POST FALLS - When looking at the economic picture, Scott Krajack sees it much like peeking out the window on a typical unsettled North Idaho spring day.
It's a mixed bag, the Idaho sales manager for Viking Construction believes.
"Our first three months of 2015 are on pace to double what we built last year, although we do expect this market to cool down somewhat for the rest of the year," Krajack said. "We still expect the year-end totals to surpass last year."
But, he added, "I'm not as confident as others that the economy is fully recovered."
Kootenai County's jobless rate in March was 4.7 percent, down a tenth of a percent from February and from 6.2 percent last year at this time, according to an Idaho Department of Labor report released on Friday.
"The slight drop in unemployment rate was attributed to a strong-performing leisure and hospitality sector as the early spring hit ... up just over 8 percent (from February to March)," said Alivia Metts, Labor economist.
Preliminary non-farm employment is up nearly 6 percent over last year, Metts said.
"This trend has been keeping pace since August of last year," she said. "The sectors driving this are leisure and hospitality, construction and health care. Specialty trades is amongst the strongest performing sub-sectors in construction - it also took the hardest hit through the recession."
Darron Rock of Northwest Specialty Hospital in Post Falls said construction activities on multiple medical campuses in the region, including across the street from Northwest Specialty, are an indication that the local health care sector is thriving.
The state's unemployment rate in March was 3.8 percent (down a tenth of a percent from February), while the nation's was unchanged at 5.5 percent. It was the 67th straight month that the national rate has been higher than Idaho's.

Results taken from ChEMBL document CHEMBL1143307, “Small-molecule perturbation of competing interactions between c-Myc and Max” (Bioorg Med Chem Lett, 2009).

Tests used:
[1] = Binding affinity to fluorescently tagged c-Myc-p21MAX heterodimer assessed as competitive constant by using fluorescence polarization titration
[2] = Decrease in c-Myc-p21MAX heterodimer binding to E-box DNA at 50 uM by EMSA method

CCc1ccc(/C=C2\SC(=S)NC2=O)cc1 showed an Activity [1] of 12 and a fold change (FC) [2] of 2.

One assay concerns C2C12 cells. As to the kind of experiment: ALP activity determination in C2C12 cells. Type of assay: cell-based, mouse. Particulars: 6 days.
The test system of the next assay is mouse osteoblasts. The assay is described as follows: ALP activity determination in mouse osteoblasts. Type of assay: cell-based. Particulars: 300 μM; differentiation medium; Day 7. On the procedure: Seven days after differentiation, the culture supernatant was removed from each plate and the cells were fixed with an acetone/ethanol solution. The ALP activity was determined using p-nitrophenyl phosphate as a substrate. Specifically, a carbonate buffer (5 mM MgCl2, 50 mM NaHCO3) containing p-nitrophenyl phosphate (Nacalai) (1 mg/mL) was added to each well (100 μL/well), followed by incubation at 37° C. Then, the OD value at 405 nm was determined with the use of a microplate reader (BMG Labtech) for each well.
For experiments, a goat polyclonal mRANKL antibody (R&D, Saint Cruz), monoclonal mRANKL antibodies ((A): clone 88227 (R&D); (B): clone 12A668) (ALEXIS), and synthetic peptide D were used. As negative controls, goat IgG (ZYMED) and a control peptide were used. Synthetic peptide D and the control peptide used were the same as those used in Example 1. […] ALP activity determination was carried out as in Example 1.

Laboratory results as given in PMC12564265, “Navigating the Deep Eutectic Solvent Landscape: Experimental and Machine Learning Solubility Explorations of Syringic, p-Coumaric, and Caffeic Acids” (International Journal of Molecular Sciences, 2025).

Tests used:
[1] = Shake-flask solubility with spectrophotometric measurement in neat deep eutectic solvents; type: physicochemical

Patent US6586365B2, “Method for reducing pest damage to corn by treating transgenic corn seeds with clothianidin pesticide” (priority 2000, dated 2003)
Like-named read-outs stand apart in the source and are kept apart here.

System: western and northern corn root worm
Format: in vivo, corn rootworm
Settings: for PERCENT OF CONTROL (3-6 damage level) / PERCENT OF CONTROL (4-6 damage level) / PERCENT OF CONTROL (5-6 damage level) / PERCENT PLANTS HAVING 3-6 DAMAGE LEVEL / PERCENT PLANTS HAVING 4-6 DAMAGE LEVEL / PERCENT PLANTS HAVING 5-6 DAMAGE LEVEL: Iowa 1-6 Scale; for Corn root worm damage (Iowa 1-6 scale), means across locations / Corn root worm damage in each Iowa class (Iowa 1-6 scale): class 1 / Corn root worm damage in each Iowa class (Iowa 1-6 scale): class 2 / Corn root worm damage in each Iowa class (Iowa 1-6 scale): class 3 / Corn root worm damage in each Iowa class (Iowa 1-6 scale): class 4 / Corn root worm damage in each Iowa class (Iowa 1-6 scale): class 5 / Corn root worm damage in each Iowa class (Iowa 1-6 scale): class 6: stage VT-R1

Idaho's economic recovery continued with unemployment remaining at a seven-year low and businesses expanding payrolls to keep total employment at a record high, according to the Labor report. Another 5,400 workers found jobs.
"That was the largest one-month increase on record, pushing total employment over 757,000 for the first time," the report states.
Payrolls around the state maintained normal levels for February to March, according to the report. Construction saw the typical 3 percent increase in jobs from February while financial services added 200 jobs on top of 300 in February, a reflection of rising activity in the housing market.
A thousand new jobs in construction maintained employment on the higher-wage goods-production side of the economy, just under 15 percent, essentially unchanged from February. Trade, general trucking, private educational services, repair and other services and hotels, restaurants and bars all added workers at levels slightly above normal, the report states.
Shoshone County had the highest unemployment rate among the state's 44 counties at 7.5 percent.
No county had a rate higher than in March 2014.